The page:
The National Transportation Safety Board (NTSB) has determined that the Aug. 10, 2016, natural gas fueled explosion and fire in a Maryland apartment building that killed seven people was caused by the failure of an indoor mercury service regulator with an unconnected vent line.
The unconnected vent line and failed service regulator resulted in a leak of natural gas that accumulated in the apartment building’s meter room until it reached explosive levels and ignited. The explosion and fire in part of the Silver Spring, Maryland, Flower Branch apartment complex, resulted in seven deaths, and 65 residents and three firefighters were transported to local medical facilities. Both the building where the explosion occurred, and an attached apartment building were damaged.
In its report released Tuesday, the NTSB says that leading up to accident, there was no evidence that residents, building management, or any emergency personnel notified Washington Gas of a gas odor. The investigation revealed that had Washington Gas been notified of a previous gas odor call two weeks earlier, the Aug. 10 explosion could possibly have been prevented by a service technician entering the meter room of the building, identifying the unconnected vent line, and remedying the situation. Further, the NTSB noted the use of gas odorants alone does not sufficiently warn individuals in some cases of a gas system leak, such as the undetected leak that occurred in this accident.
“The NTSB’s investigation highlighted serious flaws in the inspection of service regulators,” said NTSB Chairman Robert L. Sumwalt. “This tragic event could have been avoided if the necessary checks were done to ensure the safety of the building’s occupants.”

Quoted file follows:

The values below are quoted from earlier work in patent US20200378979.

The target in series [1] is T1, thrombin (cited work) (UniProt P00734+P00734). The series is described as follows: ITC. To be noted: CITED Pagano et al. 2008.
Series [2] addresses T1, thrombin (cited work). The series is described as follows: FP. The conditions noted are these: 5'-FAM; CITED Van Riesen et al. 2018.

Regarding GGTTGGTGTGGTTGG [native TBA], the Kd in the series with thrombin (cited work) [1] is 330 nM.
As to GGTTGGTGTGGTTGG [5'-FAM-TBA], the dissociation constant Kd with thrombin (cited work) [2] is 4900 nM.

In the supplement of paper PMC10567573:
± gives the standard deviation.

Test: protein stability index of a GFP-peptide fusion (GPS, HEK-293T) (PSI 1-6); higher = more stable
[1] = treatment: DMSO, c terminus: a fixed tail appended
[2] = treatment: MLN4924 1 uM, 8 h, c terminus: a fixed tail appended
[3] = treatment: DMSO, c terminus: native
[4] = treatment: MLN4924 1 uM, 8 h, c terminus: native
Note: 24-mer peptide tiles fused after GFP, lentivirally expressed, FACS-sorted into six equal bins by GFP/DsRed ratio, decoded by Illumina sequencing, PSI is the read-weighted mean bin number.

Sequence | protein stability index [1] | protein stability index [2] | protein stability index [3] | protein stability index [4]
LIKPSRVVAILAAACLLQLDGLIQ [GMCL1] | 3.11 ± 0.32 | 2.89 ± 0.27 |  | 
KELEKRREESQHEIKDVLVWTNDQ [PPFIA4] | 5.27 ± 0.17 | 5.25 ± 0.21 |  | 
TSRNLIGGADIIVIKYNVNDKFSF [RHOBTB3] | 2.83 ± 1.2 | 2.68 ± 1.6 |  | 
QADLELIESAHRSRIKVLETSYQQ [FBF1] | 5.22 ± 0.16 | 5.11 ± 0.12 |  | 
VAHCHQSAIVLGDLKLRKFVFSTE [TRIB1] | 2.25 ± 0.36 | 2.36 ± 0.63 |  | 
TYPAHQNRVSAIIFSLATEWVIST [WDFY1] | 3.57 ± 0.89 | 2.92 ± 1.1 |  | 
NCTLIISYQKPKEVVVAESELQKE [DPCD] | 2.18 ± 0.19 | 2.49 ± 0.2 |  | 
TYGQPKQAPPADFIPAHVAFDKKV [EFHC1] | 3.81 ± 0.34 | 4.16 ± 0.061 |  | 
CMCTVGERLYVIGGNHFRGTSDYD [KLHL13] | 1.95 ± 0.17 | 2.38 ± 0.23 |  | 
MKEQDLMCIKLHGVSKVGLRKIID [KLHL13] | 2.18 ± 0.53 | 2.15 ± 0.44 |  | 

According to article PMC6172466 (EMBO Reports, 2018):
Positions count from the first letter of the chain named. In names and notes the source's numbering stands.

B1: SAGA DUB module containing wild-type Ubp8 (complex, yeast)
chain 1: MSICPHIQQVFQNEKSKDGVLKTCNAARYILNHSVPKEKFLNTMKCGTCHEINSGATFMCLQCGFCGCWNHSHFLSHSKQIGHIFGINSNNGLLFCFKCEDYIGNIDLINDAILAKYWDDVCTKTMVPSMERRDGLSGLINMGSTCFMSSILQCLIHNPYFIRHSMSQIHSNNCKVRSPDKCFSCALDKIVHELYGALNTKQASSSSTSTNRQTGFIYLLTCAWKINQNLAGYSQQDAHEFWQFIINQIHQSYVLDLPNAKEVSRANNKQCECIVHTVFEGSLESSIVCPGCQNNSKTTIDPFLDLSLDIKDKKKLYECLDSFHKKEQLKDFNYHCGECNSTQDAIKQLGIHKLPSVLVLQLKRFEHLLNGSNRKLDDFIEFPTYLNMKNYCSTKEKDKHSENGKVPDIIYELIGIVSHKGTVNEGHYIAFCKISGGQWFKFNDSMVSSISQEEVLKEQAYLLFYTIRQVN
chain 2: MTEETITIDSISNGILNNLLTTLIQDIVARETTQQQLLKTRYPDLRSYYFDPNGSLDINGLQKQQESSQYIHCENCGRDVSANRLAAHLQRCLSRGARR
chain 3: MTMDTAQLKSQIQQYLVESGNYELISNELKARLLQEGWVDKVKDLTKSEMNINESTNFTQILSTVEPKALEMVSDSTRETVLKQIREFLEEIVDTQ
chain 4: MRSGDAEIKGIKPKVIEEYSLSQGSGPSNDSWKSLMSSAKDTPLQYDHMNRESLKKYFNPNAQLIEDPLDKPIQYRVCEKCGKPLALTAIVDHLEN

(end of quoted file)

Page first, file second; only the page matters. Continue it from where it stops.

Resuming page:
NTSB investigators concluded that without a requirement for technicians to verify the connection of vent lines for indoor mercury service regulators, such vent lines could inadvertently be left open following service work. Had the mercury service regulators been located outside the building, the explosion would not have occurred.
However, had methane detectors been installed in the building, an alarm would have alerted residents to a gas release and reduced the potential and consequences of a natural gas explosion. Therefore, the NTSB is recommending the installation of fixed methane detectors that go beyond relying on smell. The odorant in natural gas provides some warning but methane detector alarms can provide a reliable additional safeguard.
As result of the investigation the NTSB issued a total of 13 safety recommendations with five safety recommendations issued to Washington Gas and two issued to both the Pipeline and Hazardous Materials Safety Administration, and the Public Service Commission of Maryland. The International Code Council; the National FireProtection Association, the Gas Technology Institute, and the International Academies of Emergency Dispatch each received one safety recommendation.
An abstract of the final report, which includes the findings, probable cause, and all safety recommendations, is available.
Links to the accident docket and related news releases for this investigation are available at https://go.usa.gov/xmYYG.